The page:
It’s a pleasure to join in the Austen vs. Dickens Dueling Authors tour. These two authors turn out to be very closely matched on the Fictional 100, which includes Austen’s Emma (70), and Dickens’s David Copperfield (72) and Scrooge (73). True, Dickens has two characters to speak for him, but Austen’s Emma pertly maintains her very slight edge in rank. Still they are all three nearly equal, in my estimation, in their breadth of influence. Emma and Scrooge, in particular, seem rather comparable in their recurrent popularity as subjects of film and in their adaptability to new settings and time periods. Emma has her “Clueless” and Scrooge has, well, “Scrooged”! (among many other versatile versions). David Copperfield ranks just ahead of Scrooge because, although “A Christmas Carol” is a perfectly crafted gem of a novella, David Copperfield has been called “the best of all Dickens’s books” (by G. K. Chesterton, for example) and it was Dickens’s own “favourite child.” David is the precursor of all “portraits of the artist” in their youth, including above all James Joyce’s Portrait of the Artist as a Young Man.
Given that these characters seem to duel to a draw, why have I chosen to revisit Scrooge and “A Christmas Carol”? It is because I want to ask, and try to answer, a particular question: What shall we make of Scrooge’s turnabout–why does he change? If he is meant to be taken as an old sinner redeemed, he is an odd one, because Scrooge never asks for redemption–rather he resists it and it must be nearly forced upon him. His change of heart is brought about by being induced to review his life and change his perspective on it: He is made to see himself as others see him. Psychologically, this leads him to focus on his own character flaws.
How does this come about? “A Christmas Carol” is in truth a Christmas ghost story, in which Dickens shows what changes can be wrought in a man in one extraordinary night. The three ghosts of Christmas Past, Present, and Future are nearly as familiar in deed and appearance as Scrooge himself. But I would like to suggest that it is the first ghost, the Ghost of Christmas Past, who has the overwhelming burden of catalyzing change and repentance in Scrooge. If he were to fail in his task, the moving scenes of Christmas Present and Future would not be met with a softened gaze from Ebenezer’s hardened old heart.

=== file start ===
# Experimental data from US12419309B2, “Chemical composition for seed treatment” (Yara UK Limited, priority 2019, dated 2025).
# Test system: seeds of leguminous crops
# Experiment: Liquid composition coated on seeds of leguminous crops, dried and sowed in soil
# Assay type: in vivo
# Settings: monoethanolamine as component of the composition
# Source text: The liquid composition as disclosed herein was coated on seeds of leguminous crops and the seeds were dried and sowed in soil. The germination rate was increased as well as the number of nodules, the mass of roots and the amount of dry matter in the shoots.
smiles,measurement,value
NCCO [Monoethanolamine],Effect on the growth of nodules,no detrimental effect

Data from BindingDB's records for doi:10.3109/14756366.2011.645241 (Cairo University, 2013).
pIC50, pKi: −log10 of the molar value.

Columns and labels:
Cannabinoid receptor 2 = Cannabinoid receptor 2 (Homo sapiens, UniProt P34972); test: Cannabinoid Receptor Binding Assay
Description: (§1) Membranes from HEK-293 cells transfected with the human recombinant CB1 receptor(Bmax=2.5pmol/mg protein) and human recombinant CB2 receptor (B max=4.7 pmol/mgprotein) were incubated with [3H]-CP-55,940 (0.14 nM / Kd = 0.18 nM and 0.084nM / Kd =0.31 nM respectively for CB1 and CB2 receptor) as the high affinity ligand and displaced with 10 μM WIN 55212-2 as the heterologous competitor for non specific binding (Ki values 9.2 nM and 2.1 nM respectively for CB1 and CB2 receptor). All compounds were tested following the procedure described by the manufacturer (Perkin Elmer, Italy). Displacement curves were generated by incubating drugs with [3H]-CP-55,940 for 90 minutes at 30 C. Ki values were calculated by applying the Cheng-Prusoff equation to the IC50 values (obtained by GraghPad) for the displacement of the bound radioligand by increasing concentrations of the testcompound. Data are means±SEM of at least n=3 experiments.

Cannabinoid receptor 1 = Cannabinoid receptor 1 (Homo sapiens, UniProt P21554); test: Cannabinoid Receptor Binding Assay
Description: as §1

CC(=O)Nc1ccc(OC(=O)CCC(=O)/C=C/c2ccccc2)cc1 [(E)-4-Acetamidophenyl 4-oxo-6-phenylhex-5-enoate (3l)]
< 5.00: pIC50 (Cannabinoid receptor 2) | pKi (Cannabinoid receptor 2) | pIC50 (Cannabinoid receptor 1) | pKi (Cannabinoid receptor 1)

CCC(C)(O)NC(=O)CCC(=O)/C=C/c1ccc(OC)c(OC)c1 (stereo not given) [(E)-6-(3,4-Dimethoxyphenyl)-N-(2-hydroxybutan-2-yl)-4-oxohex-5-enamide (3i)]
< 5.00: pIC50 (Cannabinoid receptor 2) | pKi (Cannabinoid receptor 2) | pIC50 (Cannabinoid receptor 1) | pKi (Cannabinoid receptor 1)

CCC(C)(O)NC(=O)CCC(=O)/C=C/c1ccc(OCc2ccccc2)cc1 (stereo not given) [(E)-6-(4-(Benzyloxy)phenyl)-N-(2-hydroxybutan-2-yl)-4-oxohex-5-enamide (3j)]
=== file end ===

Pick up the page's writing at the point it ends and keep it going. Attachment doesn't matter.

Before we look again at each of the past scenes Scrooge must witness–the four Ghosts of Scrooges Past–I want to say a bit about how actors and observers look at the world differently. It is largely a matter of perspective. Imagine a man running to catch a commuter train and just missing it as it pulls away from the station. He is visibly frustrated and will have to sit and wait for the next train. How might he account for this event? As an actor in the situation, he has knowledge about the circumstances that led to his missing the train: perhaps there was a power failure and his electric alarm didn’t ring, or he was delayed by an accident on the highway, or he needed to spend extra time getting a child ready for school. All these aspects of his situation will be very prominent in his thoughts. Now consider another commuter standing on the platform who observes the man miss his train. What does he see, and what does he think? The running commuter is the most salient thing he sees, standing out as the focal point of his attention. Social psychologists (Edward Jones and Richard Nisbett) have shown that an observer in such a scene is much more likely to make character judgments about a person and ascribe traits in order to explain his or her behavior. In this case, the bystanding commuter may think the first man is habitually late for trains and judge that this tells something about him, rather than about the situation he finds himself in.
Now back to Scrooge. Scrooge has been living his life for decades thinking that his miserly ways make perfect sense. He sees the world around him according to its economic rules and he works to win as much for himself as he can. He understands very little about the poor except that they are poor and need to impinge as little as possible on his aims. Enter the Ghost of Christmas Past who makes Scrooge undergo a radical shift in perspective. Now he must visit four shadowy scenes from his own past, but this time as an outside observer.
First, he sees himself as a “solitary child” left at his school when the other boys had gone home to warm Christmas holidays:
…a long, bare, melancholy room, made barer still by lines of plain deal forms and desks. At one of these a lonely boy was reading near a feeble fire; and Scrooge sat down upon a form, and wept to see his poor forgotten self as he used to be.
Who could imagine that Scrooge would weep? To show that it is more than self-pity, Dickens shows the first inkling of repentance by having Scrooge recollect the boy who had come caroling at his door earlier that night; rather than turn him away harshly as he did, now he “should like to have given him something.” When Scrooge’s own loneliness is made to stand out in such high relief for him, he can suddenly see and feel the loneliness in another boy like himself.